The joys and travails of writing in multiple genres – Falguni Kothari

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By Falguni Kothari

I became a writer quite by accident. Before it could even sink in that I had written a full (and pretty readable) manuscript that I was holding in my hands, much less acquire enough industry knowledge to inform my decisions about the career trajectory of a writer, I was a published author.

My first two books are romances and are traditionally published in India. My third book, the first in a fantasy series, is also traditionally published in India, though it is self-published everywhere else. And my new release, My Last Love Story, is a romantic women’s fiction novel which was very briefly self-published but was then picked up by Graydon House (Harlequin) to published across the world. To say my publishing journey has been a tad topsy-turvy is putting it mildly.

Now, you may wonder why I’d genre hop with almost every book, when, as a rule, the industry advocates and encourages authors to stick to one genre where they can build their audience and careers. And only then — perhaps, if they’re brilliant — tolerate them branching out into other genres. The simple truth is that it never occurred to me that I was genre hopping. All my stories are about love, so all of them must be love stories or romances, right? Wrong.

Yup, I didn’t know any better. I hadn’t learned enough about the industry and the marketing and publicity aspects of it, and I had no clue, no business plan. Even when I learned about categories and genres, I was under the impression that because I was an eclectic reader, as a writer I could be the same. I read anything that appeals to me. I love a thriller as much as a romance as much as a contemporary novel or historical fiction. I equally enjoy an epic family saga or an epic fantasy tale, and sometimes — rarely — a memoir. I also love historical and cultural non-fiction.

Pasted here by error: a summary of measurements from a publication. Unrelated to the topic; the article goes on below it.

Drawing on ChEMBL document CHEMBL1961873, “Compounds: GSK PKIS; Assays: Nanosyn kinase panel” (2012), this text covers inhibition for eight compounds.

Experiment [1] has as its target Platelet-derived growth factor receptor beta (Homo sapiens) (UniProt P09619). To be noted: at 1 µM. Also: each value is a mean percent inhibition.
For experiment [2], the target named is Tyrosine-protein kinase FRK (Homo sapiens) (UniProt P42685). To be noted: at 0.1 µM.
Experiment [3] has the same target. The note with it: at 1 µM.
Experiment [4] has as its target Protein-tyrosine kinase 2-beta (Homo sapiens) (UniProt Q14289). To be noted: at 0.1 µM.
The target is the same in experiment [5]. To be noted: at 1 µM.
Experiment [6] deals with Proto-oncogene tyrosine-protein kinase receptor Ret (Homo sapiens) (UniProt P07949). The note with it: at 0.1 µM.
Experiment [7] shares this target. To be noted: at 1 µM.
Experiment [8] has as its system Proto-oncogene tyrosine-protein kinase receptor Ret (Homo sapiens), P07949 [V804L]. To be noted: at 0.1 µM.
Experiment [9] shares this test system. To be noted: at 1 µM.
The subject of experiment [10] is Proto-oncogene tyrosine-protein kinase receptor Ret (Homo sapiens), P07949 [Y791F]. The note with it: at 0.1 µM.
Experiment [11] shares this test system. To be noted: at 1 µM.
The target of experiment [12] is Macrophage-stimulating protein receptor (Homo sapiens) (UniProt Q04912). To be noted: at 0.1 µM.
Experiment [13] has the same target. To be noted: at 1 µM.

When I began writing, I believed I could write what I wanted, when I wanted. I still do. I write the story first and worry about — or let someone else worry about — the genre later. It’s how my stories come to me. I get an idea and I have to write them down. I imagine a character in her setting and I have to write her down. And while the end results have caused some confusion with would-be agents who weren’t sure how to sell books that didn’t fit neatly into a strict genre, each book has, in the end, managed to find its right path into the world — some with an agent, some without.

Perhaps my writing adventure is still a fairly new and my brain wants to try everything before it can settle down in one genre. Or perhaps I’ve been right all along about writing love stories, but because of their themes or their settings or their character’s arc, they are categorized differently.

With My Last Love Story, I’ve changed direction again into women’s fiction. But no matter the genre, my stories will always have a romantic thread running through them.

Falguni Kothari is the author of unconventional love stories and kick-ass fantasy tales. Her four novels, most recently My Last Love Story, are all flavored by her South Asian heritage and expat experiences. An award-winning Indian Classical, Latin and Ballroom dancer, she currently spikes her endorphin levels with Zumba. She resides in New York with her family and pooch.


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